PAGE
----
Fact Check

Was a Man Found Alive After Bear Broke His Spine, Kept Him as Food?

An unbelievable story of survival was, well, pretty unbelievable.

Published Jun 27, 2019

 (Getty Images)
Image Via Getty Images
A video shows a man named Alexander who was found alive after a bear broke his spine and kept him as food.

On June 26, 2019, news sites such as the Daily Mail, the Sun, and the Metro published a video that supposedly showed a nearly mummified man named Alexander who was reportedly found in a cave in Tuva, a remote region in southern Siberia, by a pack of hunting dogs after a bear broke his spine.

The video, which allegedly shows Alexander being treated at a hospital after his ordeal, is a bit graphic and may not be suitable for all audiences.

According to The Metro, the video's backstory was as follows:

A missing man has been described as a talking mummy after being pulled from the brink of death.

Named only as Alexander, he was discovered by hunting dogs in a bear’s den a month after he vanished in a remote region of Russia.

He has been rushed to hospital suffering with a broken spine after fighting the bear, according to local reports.

He told them that he had survived the attack when the bear overpowered him and drank urine to survive.

He said: ‘The bear preserved me as food for later.’ The dogs that found him refused to leave his side in the bear’s den in the mountain forests, leading hunters they were with to realise something was amiss.

Before this video made it to the British tabloids, it circulated on Russian messaging apps with equally outlandish, unbelievable stories. The website Kaotic (which we won't link to due to its NSFW content) published the video claiming that it showed "an old man ... on a gurney waiting for treatment from a terrible skin condition." The video was also shared as if it showed a man who had been buried alive, only to escape after a local cemetery was flooded by heavy rains.

The bear-attack claim first gained media traction from the site EADaily, but even that site admitted the claim had not been verified. Shortly after holes emerged in this story, EADaily published an update explaining they had received the video from a single source ("a rather famous businessman in Tuva"), who had received it from some hunting friends, who claimed that they knew an eyewitness to the incident. In other words, this story originated with a friend of a friend of a friend, and no first-person accounts have confirmed the "bear attack" version of this story:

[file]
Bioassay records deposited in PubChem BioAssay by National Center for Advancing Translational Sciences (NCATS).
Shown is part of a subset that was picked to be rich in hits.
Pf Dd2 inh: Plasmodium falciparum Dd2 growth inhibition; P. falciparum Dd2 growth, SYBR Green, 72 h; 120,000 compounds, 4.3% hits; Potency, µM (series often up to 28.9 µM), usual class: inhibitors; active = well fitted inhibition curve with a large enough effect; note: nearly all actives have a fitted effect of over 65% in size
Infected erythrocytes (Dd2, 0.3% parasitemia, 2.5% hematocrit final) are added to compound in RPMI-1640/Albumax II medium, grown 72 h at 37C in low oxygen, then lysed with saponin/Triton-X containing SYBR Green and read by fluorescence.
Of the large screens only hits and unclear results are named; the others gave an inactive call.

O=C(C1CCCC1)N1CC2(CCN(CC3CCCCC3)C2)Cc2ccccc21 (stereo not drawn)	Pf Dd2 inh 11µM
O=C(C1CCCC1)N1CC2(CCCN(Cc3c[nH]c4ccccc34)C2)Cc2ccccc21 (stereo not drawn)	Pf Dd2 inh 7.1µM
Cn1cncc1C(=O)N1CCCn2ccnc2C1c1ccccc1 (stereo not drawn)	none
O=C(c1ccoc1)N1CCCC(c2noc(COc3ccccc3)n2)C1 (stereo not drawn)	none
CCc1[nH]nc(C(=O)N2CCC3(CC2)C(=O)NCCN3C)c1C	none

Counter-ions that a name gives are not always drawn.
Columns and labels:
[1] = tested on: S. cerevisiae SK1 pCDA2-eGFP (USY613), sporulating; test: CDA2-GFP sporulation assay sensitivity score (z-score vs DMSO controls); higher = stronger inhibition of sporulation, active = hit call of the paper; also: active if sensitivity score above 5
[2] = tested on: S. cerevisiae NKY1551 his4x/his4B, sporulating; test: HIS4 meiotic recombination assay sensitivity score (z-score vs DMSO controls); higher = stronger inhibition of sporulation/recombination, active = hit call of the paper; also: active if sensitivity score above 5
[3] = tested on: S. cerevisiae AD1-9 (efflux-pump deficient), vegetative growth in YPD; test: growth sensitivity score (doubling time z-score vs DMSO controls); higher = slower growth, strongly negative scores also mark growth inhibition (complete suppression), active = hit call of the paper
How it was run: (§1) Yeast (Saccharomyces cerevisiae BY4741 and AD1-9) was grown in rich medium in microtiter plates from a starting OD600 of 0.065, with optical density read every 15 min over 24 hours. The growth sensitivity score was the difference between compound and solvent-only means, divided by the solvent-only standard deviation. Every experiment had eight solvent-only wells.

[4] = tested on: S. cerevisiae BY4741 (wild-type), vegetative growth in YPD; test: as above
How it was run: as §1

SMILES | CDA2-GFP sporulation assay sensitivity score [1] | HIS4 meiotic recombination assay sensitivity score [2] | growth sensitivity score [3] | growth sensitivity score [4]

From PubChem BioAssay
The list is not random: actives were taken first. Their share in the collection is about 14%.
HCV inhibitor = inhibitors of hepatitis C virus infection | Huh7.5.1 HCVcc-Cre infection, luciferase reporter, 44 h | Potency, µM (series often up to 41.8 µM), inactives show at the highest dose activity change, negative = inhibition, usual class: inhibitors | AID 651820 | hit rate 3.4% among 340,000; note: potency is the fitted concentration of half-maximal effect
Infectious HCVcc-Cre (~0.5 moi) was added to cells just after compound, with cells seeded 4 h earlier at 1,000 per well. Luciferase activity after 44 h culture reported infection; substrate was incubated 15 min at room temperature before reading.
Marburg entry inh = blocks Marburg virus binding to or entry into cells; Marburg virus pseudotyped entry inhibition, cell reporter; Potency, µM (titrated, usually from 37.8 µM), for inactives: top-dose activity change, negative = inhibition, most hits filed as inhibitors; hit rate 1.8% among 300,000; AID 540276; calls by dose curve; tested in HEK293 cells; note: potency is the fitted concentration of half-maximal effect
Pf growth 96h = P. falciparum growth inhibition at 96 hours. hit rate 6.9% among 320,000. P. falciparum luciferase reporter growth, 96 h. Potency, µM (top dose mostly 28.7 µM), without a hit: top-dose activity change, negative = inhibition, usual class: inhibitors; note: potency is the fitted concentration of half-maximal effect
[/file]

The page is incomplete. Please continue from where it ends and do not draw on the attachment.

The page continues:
And finally, how the video itself got into the editor: it was sent by a rather famous businessman in Tuva, whose name and surname we will not give at his request. He claims that he received information from his hunting friends, who know the eyewitnesses of the incident, but then the trail ends. Moreover, this same video is a friend of the hunters or friends of their friends launched on the social network, which led some Russian publications to quickly invent their own versions of what happened.

Furthermore, officials in Tuva said that they were unaware of any such incident having taken place there, and that this person was not being treated at any area hospitals:

A spokesman at the health ministry in Tyva Republic said: 'We cannot confirm the case happened in Tuva.

'It was not registered by the Ministry of Health, the Emergencies Ministry or any other official body (in the region).

'Most probably, it happened somewhere outside Tuva.'

Speech on the background in the video appears not to be local language Tuvan.

So what really is going on in this video? It's still unclear. Some have theorized that this person may have been abusing a drug such as Krokodil, which can cause "extreme skin ulcerations, infections, and gangrene." Others suggested that this video may feature some sort of zombie movie prop.

While it's not clear what this video shows, the claim that this nearly mummified man was rescued after a bear broke his spine and kept him in a cave for more than a month is unfounded.


EADaily.   "Александр из берлоги»: что удалось узнать EADaily к этому моменту."     27 June 2019.

EADaily.   "В Туве мужчина со сломанным позвоночником месяц жил в берлоге медведя."     20 June 2019.

Allan, Julaine.   "Krokodil, The Russian 'Flesh-Eating' Drug, Makes a Rare Appearance in Australia."     Medical Xpress.   20 June 2019.

The Siberian Times.   "Buried Alive? Trapped in Bear Den? Russian ‘Living Corpse’ Spurs Fake News Mania Worldwide."     26 June 2019.

The Siberian Times.   "Man Lives After Bear Breaks His Spine and Keeps Him as Food Inside Den."     26 June 2019.

E-news.su.   "Живая мумия из берлоги»: что удалось узнать к этому моменту"     27 June 2019.

Dan Evon is a former writer for Snopes.